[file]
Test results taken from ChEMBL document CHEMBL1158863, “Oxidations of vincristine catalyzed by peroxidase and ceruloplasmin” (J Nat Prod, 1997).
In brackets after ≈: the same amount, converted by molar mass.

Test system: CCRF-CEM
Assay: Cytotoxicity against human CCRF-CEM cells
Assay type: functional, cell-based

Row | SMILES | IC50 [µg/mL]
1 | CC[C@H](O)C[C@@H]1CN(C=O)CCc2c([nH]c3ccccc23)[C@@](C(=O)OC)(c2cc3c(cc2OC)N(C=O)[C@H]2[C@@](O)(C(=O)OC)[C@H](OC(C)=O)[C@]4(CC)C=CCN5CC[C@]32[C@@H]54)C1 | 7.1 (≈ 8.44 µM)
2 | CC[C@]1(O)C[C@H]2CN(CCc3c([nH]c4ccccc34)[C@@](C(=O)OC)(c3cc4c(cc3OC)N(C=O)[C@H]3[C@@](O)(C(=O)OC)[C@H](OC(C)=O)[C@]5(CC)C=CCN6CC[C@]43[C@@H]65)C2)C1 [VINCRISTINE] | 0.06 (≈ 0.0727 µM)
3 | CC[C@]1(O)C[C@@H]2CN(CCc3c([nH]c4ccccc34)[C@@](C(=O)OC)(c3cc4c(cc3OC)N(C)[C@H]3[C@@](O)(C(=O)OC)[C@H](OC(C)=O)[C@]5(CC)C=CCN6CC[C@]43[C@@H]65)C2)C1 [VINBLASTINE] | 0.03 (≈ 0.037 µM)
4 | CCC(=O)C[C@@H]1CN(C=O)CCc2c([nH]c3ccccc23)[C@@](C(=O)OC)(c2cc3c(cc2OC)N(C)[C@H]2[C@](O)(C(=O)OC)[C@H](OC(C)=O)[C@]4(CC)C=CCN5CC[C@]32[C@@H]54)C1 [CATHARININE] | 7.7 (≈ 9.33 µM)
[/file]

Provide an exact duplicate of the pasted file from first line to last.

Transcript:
Test results taken from ChEMBL document CHEMBL1158863, “Oxidations of vincristine catalyzed by peroxidase and ceruloplasmin” (J Nat Prod, 1997).
In brackets after ≈: the same amount, converted by molar mass.

Test system: CCRF-CEM
Assay: Cytotoxicity against human CCRF-CEM cells
Assay type: functional, cell-based

Row | SMILES | IC50 [µg/mL]
1 | CC[C@H](O)C[C@@H]1CN(C=O)CCc2c([nH]c3ccccc23)[C@@](C(=O)OC)(c2cc3c(cc2OC)N(C=O)[C@H]2[C@@](O)(C(=O)OC)[C@H](OC(C)=O)[C@]4(CC)C=CCN5CC[C@]32[C@@H]54)C1 | 7.1 (≈ 8.44 µM)
2 | CC[C@]1(O)C[C@H]2CN(CCc3c([nH]c4ccccc34)[C@@](C(=O)OC)(c3cc4c(cc3OC)N(C=O)[C@H]3[C@@](O)(C(=O)OC)[C@H](OC(C)=O)[C@]5(CC)C=CCN6CC[C@]43[C@@H]65)C2)C1 [VINCRISTINE] | 0.06 (≈ 0.0727 µM)
3 | CC[C@]1(O)C[C@@H]2CN(CCc3c([nH]c4ccccc34)[C@@](C(=O)OC)(c3cc4c(cc3OC)N(C)[C@H]3[C@@](O)(C(=O)OC)[C@H](OC(C)=O)[C@]5(CC)C=CCN6CC[C@]43[C@@H]65)C2)C1 [VINBLASTINE] | 0.03 (≈ 0.037 µM)
4 | CCC(=O)C[C@@H]1CN(C=O)CCc2c([nH]c3ccccc23)[C@@](C(=O)OC)(c2cc3c(cc2OC)N(C)[C@H]2[C@](O)(C(=O)OC)[C@H](OC(C)=O)[C@]4(CC)C=CCN5CC[C@]32[C@@H]54)C1 [CATHARININE] | 7.7 (≈ 9.33 µM)